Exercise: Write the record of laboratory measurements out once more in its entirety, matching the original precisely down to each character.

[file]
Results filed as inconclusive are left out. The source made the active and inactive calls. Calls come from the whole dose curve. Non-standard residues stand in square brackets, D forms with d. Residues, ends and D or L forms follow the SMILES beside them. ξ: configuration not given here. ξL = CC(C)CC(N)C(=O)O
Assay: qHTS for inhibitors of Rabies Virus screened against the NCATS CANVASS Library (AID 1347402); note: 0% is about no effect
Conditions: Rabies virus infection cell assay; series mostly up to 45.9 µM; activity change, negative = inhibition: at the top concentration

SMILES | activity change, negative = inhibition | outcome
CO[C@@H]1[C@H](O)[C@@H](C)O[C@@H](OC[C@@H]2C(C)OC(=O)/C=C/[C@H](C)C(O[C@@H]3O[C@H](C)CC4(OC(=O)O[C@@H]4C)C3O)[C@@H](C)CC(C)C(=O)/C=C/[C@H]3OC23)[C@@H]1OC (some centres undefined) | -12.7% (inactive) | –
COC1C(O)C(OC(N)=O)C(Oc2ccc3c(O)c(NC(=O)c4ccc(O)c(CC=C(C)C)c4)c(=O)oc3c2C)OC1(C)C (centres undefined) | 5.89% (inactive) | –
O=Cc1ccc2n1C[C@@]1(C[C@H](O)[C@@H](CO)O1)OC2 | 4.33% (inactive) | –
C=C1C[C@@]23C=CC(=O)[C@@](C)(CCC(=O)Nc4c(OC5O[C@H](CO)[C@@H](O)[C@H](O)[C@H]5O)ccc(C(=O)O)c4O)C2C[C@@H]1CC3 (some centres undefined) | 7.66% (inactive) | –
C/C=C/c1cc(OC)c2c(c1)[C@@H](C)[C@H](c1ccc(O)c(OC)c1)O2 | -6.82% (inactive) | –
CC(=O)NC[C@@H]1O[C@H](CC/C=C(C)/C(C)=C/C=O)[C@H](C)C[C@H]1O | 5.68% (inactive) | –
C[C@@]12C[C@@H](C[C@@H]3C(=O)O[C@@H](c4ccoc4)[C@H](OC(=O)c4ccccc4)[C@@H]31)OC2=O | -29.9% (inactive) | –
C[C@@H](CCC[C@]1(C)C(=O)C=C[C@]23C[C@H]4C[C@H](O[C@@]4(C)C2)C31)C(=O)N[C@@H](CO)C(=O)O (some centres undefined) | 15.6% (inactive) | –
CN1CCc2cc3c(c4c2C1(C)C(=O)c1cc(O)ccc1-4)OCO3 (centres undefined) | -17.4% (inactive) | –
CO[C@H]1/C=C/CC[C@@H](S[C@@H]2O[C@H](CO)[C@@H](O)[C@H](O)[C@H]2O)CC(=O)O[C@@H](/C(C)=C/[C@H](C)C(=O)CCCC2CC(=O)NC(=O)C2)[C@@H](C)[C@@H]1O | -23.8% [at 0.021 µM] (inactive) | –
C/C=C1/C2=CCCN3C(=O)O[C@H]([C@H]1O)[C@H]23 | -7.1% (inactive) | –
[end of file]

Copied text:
Results filed as inconclusive are left out. The source made the active and inactive calls. Calls come from the whole dose curve. Non-standard residues stand in square brackets, D forms with d. Residues, ends and D or L forms follow the SMILES beside them. ξ: configuration not given here. ξL = CC(C)CC(N)C(=O)O
Assay: qHTS for inhibitors of Rabies Virus screened against the NCATS CANVASS Library (AID 1347402); note: 0% is about no effect
Conditions: Rabies virus infection cell assay; series mostly up to 45.9 µM; activity change, negative = inhibition: at the top concentration

SMILES | activity change, negative = inhibition | outcome
CO[C@@H]1[C@H](O)[C@@H](C)O[C@@H](OC[C@@H]2C(C)OC(=O)/C=C/[C@H](C)C(O[C@@H]3O[C@H](C)CC4(OC(=O)O[C@@H]4C)C3O)[C@@H](C)CC(C)C(=O)/C=C/[C@H]3OC23)[C@@H]1OC (some centres undefined) | -12.7% (inactive) | –
COC1C(O)C(OC(N)=O)C(Oc2ccc3c(O)c(NC(=O)c4ccc(O)c(CC=C(C)C)c4)c(=O)oc3c2C)OC1(C)C (centres undefined) | 5.89% (inactive) | –
O=Cc1ccc2n1C[C@@]1(C[C@H](O)[C@@H](CO)O1)OC2 | 4.33% (inactive) | –
C=C1C[C@@]23C=CC(=O)[C@@](C)(CCC(=O)Nc4c(OC5O[C@H](CO)[C@@H](O)[C@H](O)[C@H]5O)ccc(C(=O)O)c4O)C2C[C@@H]1CC3 (some centres undefined) | 7.66% (inactive) | –
C/C=C/c1cc(OC)c2c(c1)[C@@H](C)[C@H](c1ccc(O)c(OC)c1)O2 | -6.82% (inactive) | –
CC(=O)NC[C@@H]1O[C@H](CC/C=C(C)/C(C)=C/C=O)[C@H](C)C[C@H]1O | 5.68% (inactive) | –
C[C@@]12C[C@@H](C[C@@H]3C(=O)O[C@@H](c4ccoc4)[C@H](OC(=O)c4ccccc4)[C@@H]31)OC2=O | -29.9% (inactive) | –
C[C@@H](CCC[C@]1(C)C(=O)C=C[C@]23C[C@H]4C[C@H](O[C@@]4(C)C2)C31)C(=O)N[C@@H](CO)C(=O)O (some centres undefined) | 15.6% (inactive) | –
CN1CCc2cc3c(c4c2C1(C)C(=O)c1cc(O)ccc1-4)OCO3 (centres undefined) | -17.4% (inactive) | –
CO[C@H]1/C=C/CC[C@@H](S[C@@H]2O[C@H](CO)[C@@H](O)[C@H](O)[C@H]2O)CC(=O)O[C@@H](/C(C)=C/[C@H](C)C(=O)CCCC2CC(=O)NC(=O)C2)[C@@H](C)[C@@H]1O | -23.8% [at 0.021 µM] (inactive) | –
C/C=C1/C2=CCCN3C(=O)O[C@H]([C@H]1O)[C@H]23 | -7.1% (inactive) | –